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    ASIH Stoye Award, Ichthyology I

    2021-07-21   09:15 - 10:15

    Moderator: Bill Ludt

    1.  09:15  IN-PERSON    Role of Paleoclimatic Events on the Evolution of Body Size in Tetraodontiform Fishes. Emily Troyer*, University of Oklahoma; Ricardo Betancur-R, University of Oklahoma; Dahiana Arcila, University of Oklahoma

    Body size is an important species trait, correlating with lifespan, fecundity, and other ecological factors. Over Earth’s geological history, climate shifts have occurred, potentially shaping body size evolution in many clades. General rules attempting to summarize the evolution of body size include Bergmann’s rule, which states that species grow to larger sizes in cooler environments and smaller sizes in warmer environments, and Cope’s rule, which poses that lineages tend to increase in size over evolutionary time. Tetraodontiform fishes (pufferfishes, boxfishes, ocean sunfishes) provide an excellent model clade to test these rules owing to their exemplary fossil record. We tested Bergmann’s and Cope’s rules in this group by combining phylogenomic data (1,103 exon loci from 187 extant species) with 210 anatomical characters coded from both fossil (52) and extant (17) species, and by aggregating data layers on paleoclimate and body size obtained from the species examined. We inferred a set of time-calibrated phylogenies using tip-dating approaches and used these trees to examine patterns of body size evolution in a model-fitting framework. Our analyses provide strong support for a temperature-driven model, in which increasing body size over time is correlated with decreasing oceanic temperatures. On average, extant tetraodontiform species are 2 to 3 times larger than their fossil counterparts, which otherwise evolved during periods of warmer ocean temperatures. These results provide strong support for both Bergmann’s and Cope’s rules, trends that are much less studied in marine fishes compared to terrestrial vertebrates and marine invertebrates.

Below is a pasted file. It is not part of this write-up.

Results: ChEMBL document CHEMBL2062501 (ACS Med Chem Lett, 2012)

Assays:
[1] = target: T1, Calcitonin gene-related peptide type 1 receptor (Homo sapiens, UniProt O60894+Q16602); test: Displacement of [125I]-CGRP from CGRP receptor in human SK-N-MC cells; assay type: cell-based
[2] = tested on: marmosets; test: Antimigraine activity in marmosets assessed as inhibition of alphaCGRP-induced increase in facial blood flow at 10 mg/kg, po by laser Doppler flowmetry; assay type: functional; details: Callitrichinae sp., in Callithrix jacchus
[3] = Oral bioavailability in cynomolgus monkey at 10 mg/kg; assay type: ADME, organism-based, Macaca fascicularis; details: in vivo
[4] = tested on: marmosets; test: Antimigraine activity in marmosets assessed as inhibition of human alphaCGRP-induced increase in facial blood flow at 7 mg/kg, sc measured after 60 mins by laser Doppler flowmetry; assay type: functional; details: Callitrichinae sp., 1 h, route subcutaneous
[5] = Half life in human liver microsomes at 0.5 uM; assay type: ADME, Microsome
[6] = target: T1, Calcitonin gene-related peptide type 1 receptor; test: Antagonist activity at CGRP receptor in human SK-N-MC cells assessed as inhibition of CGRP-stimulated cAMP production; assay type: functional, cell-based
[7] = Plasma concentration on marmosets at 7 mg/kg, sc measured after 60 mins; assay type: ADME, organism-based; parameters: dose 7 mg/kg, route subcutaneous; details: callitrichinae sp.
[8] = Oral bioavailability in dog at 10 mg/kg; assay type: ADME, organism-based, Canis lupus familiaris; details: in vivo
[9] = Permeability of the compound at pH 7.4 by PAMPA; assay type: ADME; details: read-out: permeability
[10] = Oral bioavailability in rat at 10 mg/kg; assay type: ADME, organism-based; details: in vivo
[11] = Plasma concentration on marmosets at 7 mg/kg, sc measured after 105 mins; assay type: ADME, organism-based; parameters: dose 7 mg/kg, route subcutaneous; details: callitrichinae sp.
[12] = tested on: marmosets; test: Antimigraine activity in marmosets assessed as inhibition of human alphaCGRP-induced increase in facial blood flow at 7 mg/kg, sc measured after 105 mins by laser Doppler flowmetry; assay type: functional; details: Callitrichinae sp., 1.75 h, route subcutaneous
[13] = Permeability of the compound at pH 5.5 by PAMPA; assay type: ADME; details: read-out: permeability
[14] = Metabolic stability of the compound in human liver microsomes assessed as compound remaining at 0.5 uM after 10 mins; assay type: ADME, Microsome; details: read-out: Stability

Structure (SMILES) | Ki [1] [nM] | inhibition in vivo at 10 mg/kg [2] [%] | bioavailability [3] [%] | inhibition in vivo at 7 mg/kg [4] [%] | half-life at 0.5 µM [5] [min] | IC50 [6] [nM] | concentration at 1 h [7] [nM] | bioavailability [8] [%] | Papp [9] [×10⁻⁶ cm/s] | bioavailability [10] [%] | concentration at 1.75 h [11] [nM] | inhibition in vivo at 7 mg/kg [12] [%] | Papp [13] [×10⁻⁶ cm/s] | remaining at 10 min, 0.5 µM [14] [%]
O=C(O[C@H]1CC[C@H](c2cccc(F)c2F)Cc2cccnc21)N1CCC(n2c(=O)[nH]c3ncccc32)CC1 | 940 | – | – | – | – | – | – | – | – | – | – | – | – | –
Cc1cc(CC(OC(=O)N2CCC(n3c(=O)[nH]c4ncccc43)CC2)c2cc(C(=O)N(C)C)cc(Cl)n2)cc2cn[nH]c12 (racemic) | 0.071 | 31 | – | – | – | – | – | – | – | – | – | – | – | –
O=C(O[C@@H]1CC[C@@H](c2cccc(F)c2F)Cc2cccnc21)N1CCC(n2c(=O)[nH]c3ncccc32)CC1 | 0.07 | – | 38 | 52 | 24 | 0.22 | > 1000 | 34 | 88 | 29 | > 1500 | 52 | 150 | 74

2.  09:30  IN-PERSON    The Bold and the Brilliant: Resolving Taxonomic Issues Between the Bold Characodon (Characodon audax) and the Rainbow Characodon (C. lateralis). Andrew Sherman*, Southeastern Louisiana University; Kyle Piller, Southeastern Louisiana University

    The Mesa Central of Mexico formed as a result of tectonic and volcanic activity and is considered to be a hot spot of freshwater fish biodiversity. This region is a double-edged sword, where the isolated nature of the Mesa Central that allowed for rapid speciation has made many of these species vulnerable to extinction. The genus Characodon (Goodeidae) is one such group on the decline due to a mix of restricted range, changes and loss in habitat and other anthropogenic interference. This group is also plagued by a turbulent taxonomic history and the inability to properly define the species boundaries between its two extant species, Charcodon lateralis and C. audax. The goal of this study was to use genomic techniques to analyze populations across the range of Characodon in both a phylogenetic and population genetic framework to delineate the species boundaries within this group. Our results show there are four distinct lineages across the populations sampled in this study, and that a geographic feature, the El Salto waterfall, acts as a major genetic barrier. Insights from this study will help inform conservation and management efforts aimed at preserving extant populations of this genus.